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Vol 2, No 20
22 May 2000
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[Photo by Eccephoto]
Slovenia's Suicidal Tendencies
Brian J Požun

Suicide has been a pressing problem for decades in Slovenia, but stigma and shame have precluded virtually any serious public discussion. Is Slovenia ready to bring this skeleton out of its closet?

From 10 to 12 May, the National Assembly in Ljubljana hosted an international conference called "Suicide: Interplay of Genes and Environment," co-organized by the Legal Information Center for Non-Governmental Agencies (PIC). This is the first conference in the world that has addressed the role of genetics in suicidal behavior, and is only the first major event this year highlighting the problem of suicide in Slovenia - a second international conference will be held in September in Bled.

Participants from the fields of medicine, genetics, law and psychiatry participated in the conference, coming to Ljubljana from all over the world. Research and findings were presented on the role of genetics in suicide, but most conference participants stopped short of assigning genetics the leading role in suicidal behavior. Most agree that the social environment contributes as much as genetics, if not more.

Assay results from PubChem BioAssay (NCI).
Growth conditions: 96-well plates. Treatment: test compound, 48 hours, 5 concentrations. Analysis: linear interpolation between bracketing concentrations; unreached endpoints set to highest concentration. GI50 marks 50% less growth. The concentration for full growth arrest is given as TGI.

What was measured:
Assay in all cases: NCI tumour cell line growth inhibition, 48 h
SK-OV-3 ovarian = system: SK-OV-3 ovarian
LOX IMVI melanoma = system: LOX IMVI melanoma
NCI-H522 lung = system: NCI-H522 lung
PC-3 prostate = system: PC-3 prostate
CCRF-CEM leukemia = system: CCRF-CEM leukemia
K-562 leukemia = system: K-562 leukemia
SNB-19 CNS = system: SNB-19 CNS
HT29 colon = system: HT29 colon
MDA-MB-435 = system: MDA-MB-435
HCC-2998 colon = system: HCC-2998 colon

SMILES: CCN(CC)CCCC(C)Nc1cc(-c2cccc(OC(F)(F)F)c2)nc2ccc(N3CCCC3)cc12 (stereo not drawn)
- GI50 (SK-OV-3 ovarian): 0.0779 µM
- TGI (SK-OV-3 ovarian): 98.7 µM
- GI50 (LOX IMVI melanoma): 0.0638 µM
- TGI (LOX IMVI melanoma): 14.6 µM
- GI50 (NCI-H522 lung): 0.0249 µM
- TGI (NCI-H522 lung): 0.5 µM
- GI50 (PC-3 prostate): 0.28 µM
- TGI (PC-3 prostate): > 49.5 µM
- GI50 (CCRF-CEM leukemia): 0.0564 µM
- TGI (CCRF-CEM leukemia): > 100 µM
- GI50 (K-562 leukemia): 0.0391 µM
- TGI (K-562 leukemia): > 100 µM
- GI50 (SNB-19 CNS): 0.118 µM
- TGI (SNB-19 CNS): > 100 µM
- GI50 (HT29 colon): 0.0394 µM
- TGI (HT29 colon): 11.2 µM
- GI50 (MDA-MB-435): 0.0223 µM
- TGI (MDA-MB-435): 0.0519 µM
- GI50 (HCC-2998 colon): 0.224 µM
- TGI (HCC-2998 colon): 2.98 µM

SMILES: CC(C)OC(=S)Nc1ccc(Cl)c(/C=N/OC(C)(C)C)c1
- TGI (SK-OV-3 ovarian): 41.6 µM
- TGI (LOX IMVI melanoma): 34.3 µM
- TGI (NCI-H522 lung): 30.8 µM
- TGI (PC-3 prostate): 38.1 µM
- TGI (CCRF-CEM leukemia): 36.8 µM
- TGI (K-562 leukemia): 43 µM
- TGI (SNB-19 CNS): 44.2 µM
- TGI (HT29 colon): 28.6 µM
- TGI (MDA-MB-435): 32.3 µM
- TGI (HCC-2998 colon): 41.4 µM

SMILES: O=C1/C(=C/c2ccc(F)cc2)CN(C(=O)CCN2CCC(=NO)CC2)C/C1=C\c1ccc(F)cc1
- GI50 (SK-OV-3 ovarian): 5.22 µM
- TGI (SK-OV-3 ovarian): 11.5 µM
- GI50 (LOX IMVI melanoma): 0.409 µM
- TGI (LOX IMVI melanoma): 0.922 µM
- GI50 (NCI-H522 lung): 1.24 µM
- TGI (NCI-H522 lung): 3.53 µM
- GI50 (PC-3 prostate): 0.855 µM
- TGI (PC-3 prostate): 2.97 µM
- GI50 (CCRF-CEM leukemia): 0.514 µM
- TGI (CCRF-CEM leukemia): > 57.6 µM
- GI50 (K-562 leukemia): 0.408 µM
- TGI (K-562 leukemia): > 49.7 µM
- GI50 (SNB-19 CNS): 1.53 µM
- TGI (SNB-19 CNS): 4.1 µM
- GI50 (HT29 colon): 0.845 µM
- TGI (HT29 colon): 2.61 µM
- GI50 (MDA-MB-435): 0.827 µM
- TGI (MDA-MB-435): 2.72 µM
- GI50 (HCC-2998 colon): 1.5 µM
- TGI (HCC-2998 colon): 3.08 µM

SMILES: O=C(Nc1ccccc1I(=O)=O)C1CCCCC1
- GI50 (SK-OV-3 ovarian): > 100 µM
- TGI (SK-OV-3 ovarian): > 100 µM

The genetics of suicide

Researchers only started investigating the possibility that genetics plays a role in suicidal behavior in the past decade. So far, they have been unable to isolate a particular gene that contributes to suicidal behavior with any certainty, but speculation is rampant. One participant at the conference, British geneticist Peter McGuffin, maintains that genetics may account for as much as 40 percent of all suicides.

An article in the Budapest Sun in February announced that a team of researchers at the Royal Ottawa Hospital in Canada which conducted a study concentrating on Hungarians believes that it has discovered a mutation in a gene that gives its bearers a predisposition to suicide. As yet, the findings have not been completely verified, but the discovery adds fuel to the fire. Hungary, like Slovenia, has a peculiarly high suicide rate.

The mutated gene in question is the one encoded for a serotonin 2A receptor, a gene that affects mood. The study showed that those with the mutated gene are at least twice as prone to suicidal behavior as those who do not possess it. Studying the brains of Hungarian suicide victims, the researchers discovered an abnormal recurrence of the gene among their subjects.